This paper analyzes the expected benefits of investment treaties, including: increased inward investment, increased outward investment, and depoliticization of investment disputes. It then considers evidence of the costs of investment treaties, including: litigation, liability, reputational cost, reduced policy space, distorted power dynamics, reduced role for domestic law-making, and uncertainty in the law. The authors set forth practical steps that states can take relating to both existing treaties as well as future treaties with an objective of increasing desired benefits and decreasing unexpected and high costs of investment treaties.
Dispute Resolution and Arbitration | Environmental Law | Human Rights Law | International Humanitarian Law | International Law | Law | Natural Resources Law | Oil, Gas, and Mineral Law | Securities Law | Transnational Law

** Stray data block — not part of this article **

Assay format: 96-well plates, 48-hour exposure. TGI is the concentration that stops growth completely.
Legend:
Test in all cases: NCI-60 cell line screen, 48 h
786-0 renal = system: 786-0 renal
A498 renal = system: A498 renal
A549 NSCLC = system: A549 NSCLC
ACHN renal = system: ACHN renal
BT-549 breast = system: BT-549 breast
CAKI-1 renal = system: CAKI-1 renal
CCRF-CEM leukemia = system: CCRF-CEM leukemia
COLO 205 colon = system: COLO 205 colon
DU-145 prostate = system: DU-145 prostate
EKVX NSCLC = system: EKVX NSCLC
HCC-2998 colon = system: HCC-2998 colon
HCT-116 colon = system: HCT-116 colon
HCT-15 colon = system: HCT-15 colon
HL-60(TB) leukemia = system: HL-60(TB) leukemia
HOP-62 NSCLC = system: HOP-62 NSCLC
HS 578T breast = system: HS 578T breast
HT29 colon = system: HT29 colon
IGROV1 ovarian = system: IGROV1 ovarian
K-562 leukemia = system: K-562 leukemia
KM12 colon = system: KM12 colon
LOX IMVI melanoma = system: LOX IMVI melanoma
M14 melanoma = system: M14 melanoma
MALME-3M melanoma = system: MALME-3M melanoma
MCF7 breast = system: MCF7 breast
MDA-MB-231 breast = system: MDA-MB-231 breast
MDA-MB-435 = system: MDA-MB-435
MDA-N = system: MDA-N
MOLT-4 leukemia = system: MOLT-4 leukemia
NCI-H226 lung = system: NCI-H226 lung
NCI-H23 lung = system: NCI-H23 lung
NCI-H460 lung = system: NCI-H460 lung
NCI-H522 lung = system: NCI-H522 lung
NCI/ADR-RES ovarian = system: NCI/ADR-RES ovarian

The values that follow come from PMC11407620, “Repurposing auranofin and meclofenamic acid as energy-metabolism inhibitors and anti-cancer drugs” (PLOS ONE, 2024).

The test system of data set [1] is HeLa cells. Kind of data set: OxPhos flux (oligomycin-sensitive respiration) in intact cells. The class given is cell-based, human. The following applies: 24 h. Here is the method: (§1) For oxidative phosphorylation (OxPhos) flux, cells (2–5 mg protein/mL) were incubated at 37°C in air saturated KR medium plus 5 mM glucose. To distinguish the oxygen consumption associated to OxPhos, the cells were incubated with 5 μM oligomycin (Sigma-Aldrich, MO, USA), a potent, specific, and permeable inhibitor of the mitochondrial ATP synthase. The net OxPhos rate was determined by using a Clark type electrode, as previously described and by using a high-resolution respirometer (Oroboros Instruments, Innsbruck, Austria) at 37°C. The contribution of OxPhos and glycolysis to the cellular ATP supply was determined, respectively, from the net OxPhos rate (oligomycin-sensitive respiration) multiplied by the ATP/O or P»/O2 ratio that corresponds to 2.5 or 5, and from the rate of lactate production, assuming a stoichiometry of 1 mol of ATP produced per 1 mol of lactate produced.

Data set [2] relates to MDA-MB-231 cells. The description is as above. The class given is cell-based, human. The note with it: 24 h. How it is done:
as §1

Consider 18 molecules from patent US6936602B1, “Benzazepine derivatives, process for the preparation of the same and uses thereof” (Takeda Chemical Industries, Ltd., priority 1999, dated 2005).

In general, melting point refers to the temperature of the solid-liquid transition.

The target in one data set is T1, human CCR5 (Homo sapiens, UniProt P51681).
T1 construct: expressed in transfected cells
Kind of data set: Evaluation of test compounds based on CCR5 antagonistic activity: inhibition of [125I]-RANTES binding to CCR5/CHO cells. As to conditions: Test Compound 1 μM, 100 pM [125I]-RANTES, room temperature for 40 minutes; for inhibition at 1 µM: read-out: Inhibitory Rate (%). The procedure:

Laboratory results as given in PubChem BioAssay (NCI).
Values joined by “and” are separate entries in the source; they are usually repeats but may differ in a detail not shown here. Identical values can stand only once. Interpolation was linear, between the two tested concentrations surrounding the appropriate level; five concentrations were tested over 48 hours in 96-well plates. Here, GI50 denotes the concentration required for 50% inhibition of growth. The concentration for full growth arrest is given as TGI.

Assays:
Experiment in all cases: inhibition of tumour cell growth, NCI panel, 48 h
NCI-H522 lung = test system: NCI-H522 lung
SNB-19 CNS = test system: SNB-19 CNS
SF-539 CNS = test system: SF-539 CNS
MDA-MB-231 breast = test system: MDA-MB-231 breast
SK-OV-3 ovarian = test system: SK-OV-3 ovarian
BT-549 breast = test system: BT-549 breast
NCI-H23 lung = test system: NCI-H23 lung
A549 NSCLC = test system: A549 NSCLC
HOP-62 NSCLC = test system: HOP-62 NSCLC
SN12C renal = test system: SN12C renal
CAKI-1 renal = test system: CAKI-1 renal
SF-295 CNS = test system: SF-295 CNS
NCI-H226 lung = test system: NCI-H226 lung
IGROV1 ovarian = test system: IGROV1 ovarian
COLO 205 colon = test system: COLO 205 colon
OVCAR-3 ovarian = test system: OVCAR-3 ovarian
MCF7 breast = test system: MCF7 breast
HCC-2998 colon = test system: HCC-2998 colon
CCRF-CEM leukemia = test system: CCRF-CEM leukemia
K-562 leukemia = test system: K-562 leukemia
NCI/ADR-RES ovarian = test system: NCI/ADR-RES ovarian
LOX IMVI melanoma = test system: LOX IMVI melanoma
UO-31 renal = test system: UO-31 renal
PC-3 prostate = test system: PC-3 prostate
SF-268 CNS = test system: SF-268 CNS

Lise Johnson, Jesse Coleman, Brooke Guven & Lisa E. Sachs,
Costs and Benefits of Investment Treaties: Practical Considerations for States,
Available at: https://scholarship.law.columbia.edu/sustainable_investment_staffpubs/81
Dispute Resolution and Arbitration Commons, Environmental Law Commons, Human Rights Law Commons, International Humanitarian Law Commons, International Law Commons, Natural Resources Law Commons, Oil, Gas, and Mineral Law Commons, Securities Law Commons, Transnational Law Commons